Shortly thereafter, the king appoints a wealthy man named Haman to be his prime minister. All the courtiers are ordered to bow down before him, and most of them do. As a Jew, however, Mordechai refuses to bow down before any man or idol. Haman is outraged and goes to King Achashverosh. Feeling insulted by this one man, he wants to kill all the Jews of the realm in response. He persuades the king that Jews are not like other people; they have their own customs and consequently cannot be trusted. He also offers the king a lot of money for the royal treasury to order the Jews’ destruction, and Achashverosh readily agrees. It shouldn’t be that easy to “other” people, but we know it is.

Rembrandt’s Haman Recognizes His Fate (detail); 1648-1665 (Wikipedia Commons).

Haman is a comic villain, a self-deceiving braggart, and we are not supposed to be truly afraid of him. Tragically, however, our history makes it impossible to read the threat of annihilation as ridiculous.

It is amidst this calamity that Esther finds her vocation. She doesn’t appear to be the sharpest tool in the shed at the outset. When Mordechai appears at the palace gate wearing sackcloth and ashes, her first instinct is to send him new clothes.  Upon learning from a messenger about the edict to murder all the Jews, and that Mordechai wants her to intercede for her people with the king, Esther balks. No one is allowed into the king’s presence without being summoned. Unless the king decides to extend the golden scepter—yes, a wee bit suggestive—she could be put to death. Mordechai responds,

Do not imagine that you, of all the Jews, will escape with your life by being in the king’s palace. On the contrary, if you keep silent now, relief and deliverance will come to the Jews from another quarter, while you and your father’s house will perish. And who knows, perhaps you have attained to royal position for such a time as this.

Book of Esther 4:13-14

Boom. For such a time as this. Your vocation finds you, Part II. It is less a calling than a crisis. Evil presents itself as the rule of law, life is suddenly precarious, and personal courage is required. Your calling makes a claim on the power you have acquired. You are being summoned to identify with the marginalized because they really are your people, no matter your station.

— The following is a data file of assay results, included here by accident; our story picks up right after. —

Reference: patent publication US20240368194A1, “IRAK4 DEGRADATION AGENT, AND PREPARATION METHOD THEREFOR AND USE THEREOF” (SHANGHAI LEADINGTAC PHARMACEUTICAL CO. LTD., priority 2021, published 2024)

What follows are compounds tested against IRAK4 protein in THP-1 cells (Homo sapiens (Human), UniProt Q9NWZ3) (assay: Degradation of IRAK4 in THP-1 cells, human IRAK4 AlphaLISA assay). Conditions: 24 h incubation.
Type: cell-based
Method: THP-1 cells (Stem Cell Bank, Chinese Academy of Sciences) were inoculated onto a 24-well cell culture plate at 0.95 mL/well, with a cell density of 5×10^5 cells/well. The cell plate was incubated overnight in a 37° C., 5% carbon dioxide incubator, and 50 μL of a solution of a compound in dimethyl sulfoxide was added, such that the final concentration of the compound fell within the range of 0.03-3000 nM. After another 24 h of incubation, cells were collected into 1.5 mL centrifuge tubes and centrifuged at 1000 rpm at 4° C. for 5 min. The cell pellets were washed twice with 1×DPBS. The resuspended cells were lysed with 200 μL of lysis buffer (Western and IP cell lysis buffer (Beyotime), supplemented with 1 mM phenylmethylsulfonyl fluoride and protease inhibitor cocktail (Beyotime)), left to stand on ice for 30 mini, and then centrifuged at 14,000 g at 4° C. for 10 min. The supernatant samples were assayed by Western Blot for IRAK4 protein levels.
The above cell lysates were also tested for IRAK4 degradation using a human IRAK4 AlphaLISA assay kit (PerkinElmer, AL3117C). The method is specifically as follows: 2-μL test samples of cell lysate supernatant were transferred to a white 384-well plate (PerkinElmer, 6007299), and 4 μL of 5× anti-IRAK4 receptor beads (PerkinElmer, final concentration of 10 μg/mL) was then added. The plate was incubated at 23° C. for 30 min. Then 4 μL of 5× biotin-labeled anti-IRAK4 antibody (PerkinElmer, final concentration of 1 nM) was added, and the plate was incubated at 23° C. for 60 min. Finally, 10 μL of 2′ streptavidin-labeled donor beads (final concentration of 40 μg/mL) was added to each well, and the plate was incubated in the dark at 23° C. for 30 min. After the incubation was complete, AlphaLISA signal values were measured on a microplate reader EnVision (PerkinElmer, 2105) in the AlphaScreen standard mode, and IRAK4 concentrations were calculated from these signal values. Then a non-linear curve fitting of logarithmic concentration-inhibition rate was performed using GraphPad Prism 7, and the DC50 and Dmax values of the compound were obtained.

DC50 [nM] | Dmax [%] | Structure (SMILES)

There is more to the story, of course. You’ll just have to go (re)read it to see how it turns out. Perhaps you will appreciate the inversions, as the queen of proper breeding is overthrown and an orphan crowned, as Haman builds a stake to kill Mordechai but ends up himself impaled on it, as the Jews are one day marked for death and the next so powerful that everyone wants to convert. You’ll notice the piquant ironies, as one queen is doomed for refusing to appear and the other fears for her life by appearing uninvited, as two characters experience the same conversation but each understands it differently, and as they all feast inside the palace while a pogrom looms beyond the walls. You might feel free to laugh at the bawdy humor, and thrill at the ways it uses representations of Otherness to sabotage the politics of misogyny and anti-Judaism.

Luther didn’t think much of the text: “The book of Esther I toss into the Elbe.  I am such an enemy to the book of Esther that I wish it did not exist, for it Judaizes too much and has in it a great deal of heathenish foolishness.” I think he missed the joke—and the ways that Esther illuminates dilemmas confronting us still.


Rachel S. Mikva is the Rabbi Herman Schaalman Chair in Jewish Studies at Chicago Theological Seminary and Senior Faculty Fellow for the InterReligious Institute. She works at the intersections of exegesis, culture and ethics. Rabbi Dr. Mikva contributed to the recently released book on vocation, Hearing Vocation Differently: Meaning, Purpose and Identity in the Multi-Faith Academy (Oxford University Press, 2019).